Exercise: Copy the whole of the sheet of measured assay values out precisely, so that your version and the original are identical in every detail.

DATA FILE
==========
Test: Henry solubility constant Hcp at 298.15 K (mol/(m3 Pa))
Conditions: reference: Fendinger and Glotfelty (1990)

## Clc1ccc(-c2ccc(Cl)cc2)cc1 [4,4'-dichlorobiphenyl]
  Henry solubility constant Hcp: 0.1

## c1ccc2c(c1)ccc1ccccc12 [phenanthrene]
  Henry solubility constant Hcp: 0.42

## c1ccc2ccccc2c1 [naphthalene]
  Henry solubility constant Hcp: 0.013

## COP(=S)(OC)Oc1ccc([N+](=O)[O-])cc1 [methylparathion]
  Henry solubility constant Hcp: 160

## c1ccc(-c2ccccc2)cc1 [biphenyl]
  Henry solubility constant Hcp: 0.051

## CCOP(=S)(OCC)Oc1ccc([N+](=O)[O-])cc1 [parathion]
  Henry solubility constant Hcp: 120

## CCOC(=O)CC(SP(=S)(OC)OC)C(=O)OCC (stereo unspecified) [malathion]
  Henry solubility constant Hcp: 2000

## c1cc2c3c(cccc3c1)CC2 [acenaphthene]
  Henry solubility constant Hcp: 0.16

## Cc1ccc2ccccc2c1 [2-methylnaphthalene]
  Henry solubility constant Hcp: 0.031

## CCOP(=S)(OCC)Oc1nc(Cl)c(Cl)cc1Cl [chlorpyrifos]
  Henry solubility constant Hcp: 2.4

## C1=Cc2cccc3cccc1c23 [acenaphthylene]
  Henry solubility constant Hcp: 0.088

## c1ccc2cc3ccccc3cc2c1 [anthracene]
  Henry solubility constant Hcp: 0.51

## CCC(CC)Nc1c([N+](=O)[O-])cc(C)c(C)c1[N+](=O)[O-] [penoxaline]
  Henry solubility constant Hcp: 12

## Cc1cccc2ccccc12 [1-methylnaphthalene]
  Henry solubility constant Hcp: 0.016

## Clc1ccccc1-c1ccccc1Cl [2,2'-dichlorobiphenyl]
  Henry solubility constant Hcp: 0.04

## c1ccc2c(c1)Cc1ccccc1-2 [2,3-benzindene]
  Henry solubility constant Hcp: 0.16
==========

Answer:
Test: Henry solubility constant Hcp at 298.15 K (mol/(m3 Pa))
Conditions: reference: Fendinger and Glotfelty (1990)

## Clc1ccc(-c2ccc(Cl)cc2)cc1 [4,4'-dichlorobiphenyl]
  Henry solubility constant Hcp: 0.1

## c1ccc2c(c1)ccc1ccccc12 [phenanthrene]
  Henry solubility constant Hcp: 0.42

## c1ccc2ccccc2c1 [naphthalene]
  Henry solubility constant Hcp: 0.013

## COP(=S)(OC)Oc1ccc([N+](=O)[O-])cc1 [methylparathion]
  Henry solubility constant Hcp: 160

## c1ccc(-c2ccccc2)cc1 [biphenyl]
  Henry solubility constant Hcp: 0.051

## CCOP(=S)(OCC)Oc1ccc([N+](=O)[O-])cc1 [parathion]
  Henry solubility constant Hcp: 120

## CCOC(=O)CC(SP(=S)(OC)OC)C(=O)OCC (stereo unspecified) [malathion]
  Henry solubility constant Hcp: 2000

## c1cc2c3c(cccc3c1)CC2 [acenaphthene]
  Henry solubility constant Hcp: 0.16

## Cc1ccc2ccccc2c1 [2-methylnaphthalene]
  Henry solubility constant Hcp: 0.031

## CCOP(=S)(OCC)Oc1nc(Cl)c(Cl)cc1Cl [chlorpyrifos]
  Henry solubility constant Hcp: 2.4

## C1=Cc2cccc3cccc1c23 [acenaphthylene]
  Henry solubility constant Hcp: 0.088

## c1ccc2cc3ccccc3cc2c1 [anthracene]
  Henry solubility constant Hcp: 0.51

## CCC(CC)Nc1c([N+](=O)[O-])cc(C)c(C)c1[N+](=O)[O-] [penoxaline]
  Henry solubility constant Hcp: 12

## Cc1cccc2ccccc12 [1-methylnaphthalene]
  Henry solubility constant Hcp: 0.016

## Clc1ccccc1-c1ccccc1Cl [2,2'-dichlorobiphenyl]
  Henry solubility constant Hcp: 0.04

## c1ccc2c(c1)Cc1ccccc1-2 [2,3-benzindene]
  Henry solubility constant Hcp: 0.16